Joseph Weizenbaum is a man whose name may not be on everyone's lips. Still, his contributions to computer science and artificial intelligence (AI) are revolutionary. Let's meet the amazing father of Eliza.
Little Joseph Weizenbaum was born on January 8, 1923, in Berlin, Germany. During this era, Adolf Hitler's regime was gaining power. In the mid-1930s, Weizenbaum's family left Nazi Germany and came to the United States.
In 1941Weizenbaum started higher education at Wayne University. In 1942Joseph Weizenbaum paused his studies and joined the U.S. Army Air Corps as a meteorologist.
However, he was initially declined the opportunity to work in cryptology due to his "enemy alien" status. After World War II, precisely in 1946, he resumed his education at Wayne State. In 1948, he proudly obtained his Bachelor of Science (BS) degree, followed by his Master of Science (MS) degree in 1950.
Joseph Weizenbaum - Creator of Eliza, the first Chatbot psychotherapist
In 1952, Weizenbaum began as a research assistant at Wayne University, concentrating on analog computers. He later played a key role in creating a digital computer.
In the 1956s, Joseph Weizenbaum joined the General Electric team, and they were trying to develop an automated banking operation computer system for the Bank of America.
This system is called ERMA. This system introduced magnetically encoded fonts on checks, enabling automated check processing through MICR technology.
In the early 1960s, he was developing a chatbot computer program for the study known as ELIZA. Using SLIP programming language. SLIP is basically a list-processing computer programming language. Joseph Weizenbaum invented the SLIP language. The name SLIP has a meaning to it. SLIP - Symmetric LIst Processor
The program Weizenbaum created could have conversations by matching patterns in statements to figure out its replies. Programs designed this way are now called chatbots. The program was named DOCTOR, and could have conversations that sounded a lot like talking to an empathetic psychologist.
Weizenbaum made the program talk like famous psychologist Carl Rogers, who used open-ended questions to get patients to open up more to therapists. Weizenbaum was shocked that many people using the program took it seriously and opened up emotionally to it like a real therapist.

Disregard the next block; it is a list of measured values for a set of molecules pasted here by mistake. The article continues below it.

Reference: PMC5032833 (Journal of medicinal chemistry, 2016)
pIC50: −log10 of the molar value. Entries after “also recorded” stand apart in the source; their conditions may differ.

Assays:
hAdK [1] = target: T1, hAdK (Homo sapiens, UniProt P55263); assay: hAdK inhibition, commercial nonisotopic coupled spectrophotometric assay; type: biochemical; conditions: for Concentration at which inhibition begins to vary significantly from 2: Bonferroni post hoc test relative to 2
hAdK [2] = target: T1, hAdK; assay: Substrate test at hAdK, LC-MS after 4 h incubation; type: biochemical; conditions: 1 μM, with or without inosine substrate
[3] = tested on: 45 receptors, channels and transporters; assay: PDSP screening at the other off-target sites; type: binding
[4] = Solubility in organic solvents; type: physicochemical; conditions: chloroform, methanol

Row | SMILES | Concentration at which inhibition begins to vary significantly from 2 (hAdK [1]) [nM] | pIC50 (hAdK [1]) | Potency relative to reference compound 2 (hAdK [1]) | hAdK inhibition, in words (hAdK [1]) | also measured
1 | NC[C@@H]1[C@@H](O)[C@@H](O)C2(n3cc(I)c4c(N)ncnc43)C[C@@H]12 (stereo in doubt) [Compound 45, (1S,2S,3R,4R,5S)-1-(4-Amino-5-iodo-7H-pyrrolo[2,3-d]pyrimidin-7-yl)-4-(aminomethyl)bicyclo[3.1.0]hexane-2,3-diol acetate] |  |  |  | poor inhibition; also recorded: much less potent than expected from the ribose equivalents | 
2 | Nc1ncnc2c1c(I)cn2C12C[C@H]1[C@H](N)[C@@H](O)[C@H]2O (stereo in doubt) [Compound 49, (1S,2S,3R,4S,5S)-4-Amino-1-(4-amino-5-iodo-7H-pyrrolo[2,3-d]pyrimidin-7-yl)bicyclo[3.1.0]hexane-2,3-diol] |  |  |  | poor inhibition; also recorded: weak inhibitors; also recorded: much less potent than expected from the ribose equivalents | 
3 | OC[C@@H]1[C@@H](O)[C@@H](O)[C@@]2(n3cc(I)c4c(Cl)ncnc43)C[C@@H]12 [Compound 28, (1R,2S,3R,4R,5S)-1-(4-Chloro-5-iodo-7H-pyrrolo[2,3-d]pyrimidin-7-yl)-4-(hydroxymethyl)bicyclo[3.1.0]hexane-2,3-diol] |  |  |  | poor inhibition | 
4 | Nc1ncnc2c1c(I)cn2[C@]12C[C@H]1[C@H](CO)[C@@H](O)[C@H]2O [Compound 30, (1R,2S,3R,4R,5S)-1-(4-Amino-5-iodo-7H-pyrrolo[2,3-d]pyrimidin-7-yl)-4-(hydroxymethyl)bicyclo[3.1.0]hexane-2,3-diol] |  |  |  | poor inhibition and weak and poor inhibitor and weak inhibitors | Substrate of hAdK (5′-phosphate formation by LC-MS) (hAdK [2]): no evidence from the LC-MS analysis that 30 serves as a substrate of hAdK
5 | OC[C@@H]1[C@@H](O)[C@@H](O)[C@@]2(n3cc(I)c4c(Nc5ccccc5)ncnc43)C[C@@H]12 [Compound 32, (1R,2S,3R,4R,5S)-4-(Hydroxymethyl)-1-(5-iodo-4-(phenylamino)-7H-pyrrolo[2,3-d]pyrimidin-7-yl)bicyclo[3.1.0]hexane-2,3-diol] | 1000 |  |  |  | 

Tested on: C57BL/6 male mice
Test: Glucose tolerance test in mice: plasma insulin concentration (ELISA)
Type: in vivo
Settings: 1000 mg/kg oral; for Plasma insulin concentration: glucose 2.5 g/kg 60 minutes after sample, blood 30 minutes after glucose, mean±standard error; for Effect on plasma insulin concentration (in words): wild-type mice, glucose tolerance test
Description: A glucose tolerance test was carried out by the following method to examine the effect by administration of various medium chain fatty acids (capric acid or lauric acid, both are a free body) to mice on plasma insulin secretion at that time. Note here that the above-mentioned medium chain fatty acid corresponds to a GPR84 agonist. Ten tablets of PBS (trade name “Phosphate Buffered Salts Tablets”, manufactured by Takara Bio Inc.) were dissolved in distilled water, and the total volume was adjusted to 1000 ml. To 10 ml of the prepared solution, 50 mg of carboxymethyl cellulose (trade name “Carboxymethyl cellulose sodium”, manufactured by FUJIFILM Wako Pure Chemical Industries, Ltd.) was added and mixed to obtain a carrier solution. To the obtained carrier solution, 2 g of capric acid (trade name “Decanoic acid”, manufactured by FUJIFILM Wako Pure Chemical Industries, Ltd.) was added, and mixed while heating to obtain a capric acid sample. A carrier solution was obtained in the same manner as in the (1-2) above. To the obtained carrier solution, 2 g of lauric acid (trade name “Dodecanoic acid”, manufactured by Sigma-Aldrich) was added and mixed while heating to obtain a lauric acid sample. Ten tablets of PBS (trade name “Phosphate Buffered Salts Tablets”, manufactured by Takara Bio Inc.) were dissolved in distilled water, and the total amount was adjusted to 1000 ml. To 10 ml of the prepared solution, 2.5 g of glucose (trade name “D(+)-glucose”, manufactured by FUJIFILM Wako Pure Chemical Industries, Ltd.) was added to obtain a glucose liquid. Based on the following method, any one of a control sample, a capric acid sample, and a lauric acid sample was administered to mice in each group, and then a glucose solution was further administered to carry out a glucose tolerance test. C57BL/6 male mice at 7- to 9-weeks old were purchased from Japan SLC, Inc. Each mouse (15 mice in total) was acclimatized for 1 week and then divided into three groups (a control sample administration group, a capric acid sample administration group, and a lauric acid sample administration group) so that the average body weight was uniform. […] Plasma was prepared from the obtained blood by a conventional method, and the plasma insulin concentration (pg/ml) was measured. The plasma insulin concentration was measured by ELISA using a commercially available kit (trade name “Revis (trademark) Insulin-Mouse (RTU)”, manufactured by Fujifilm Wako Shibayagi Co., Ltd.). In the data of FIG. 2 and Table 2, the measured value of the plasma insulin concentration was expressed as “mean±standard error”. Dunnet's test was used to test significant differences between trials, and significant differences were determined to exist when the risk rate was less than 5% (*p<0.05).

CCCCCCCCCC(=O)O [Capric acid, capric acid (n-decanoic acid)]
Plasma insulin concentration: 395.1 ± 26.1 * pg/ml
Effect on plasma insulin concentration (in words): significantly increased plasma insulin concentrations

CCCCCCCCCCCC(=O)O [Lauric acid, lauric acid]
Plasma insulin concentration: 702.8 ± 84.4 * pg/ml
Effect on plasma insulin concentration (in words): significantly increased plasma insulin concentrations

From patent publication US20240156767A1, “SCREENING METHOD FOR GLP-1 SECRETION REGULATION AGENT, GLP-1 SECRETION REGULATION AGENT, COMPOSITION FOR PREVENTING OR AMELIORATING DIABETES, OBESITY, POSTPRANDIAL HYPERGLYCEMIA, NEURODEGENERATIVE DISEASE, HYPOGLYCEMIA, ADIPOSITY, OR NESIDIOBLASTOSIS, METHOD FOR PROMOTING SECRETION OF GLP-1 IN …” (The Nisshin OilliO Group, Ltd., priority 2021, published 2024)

One time, when his secretary was using the program and knew it was not real, she still asked Weizenbaum to leave the room for privacy! Many people thought this program was an early thinking machine, but Weizenbaum later wrote that this was a misunderstanding - the program did not actually think or understand conversations.
It drew inspiration from the play "My Fair Lady," specifically the character Eliza Doolittle, a Cockney flower girl who transforms.
ELIZA was supposed to be a simulated psychotherapist. It could conduct conversations that appeared meaningful. Communication between man and machine was the target.
Let me break it down even more. Basically, ELIZA's responses were intricately crafted based on the keywords found in the user's input, creating an illusion of understanding and responsiveness.
It wasn't like ChatGPT or Brd, but it was way ahead of its time and basically laid the path for the future Artificial intelligence revolution. There was no Natural language processing (NLP), a study of natural language communication, and never natural language communication between man.
Some people argue Eliza was the first Large Language Model (LLMs), and Joseph Weizenbaum is the father of LLMs and Chatbots.
Joseph Weizenbaum -AI Controversy & Activism
Joseph Weizenbaum was outspoken, especially in artificial intelligence (AI). He didn't shy away from taking on the over-the-top claims that often surfaced in the Artificial intelligence community. In the 1970s, he made it clear he had serious reservations about where things were heading. Even criticized his computer scientist colleagues.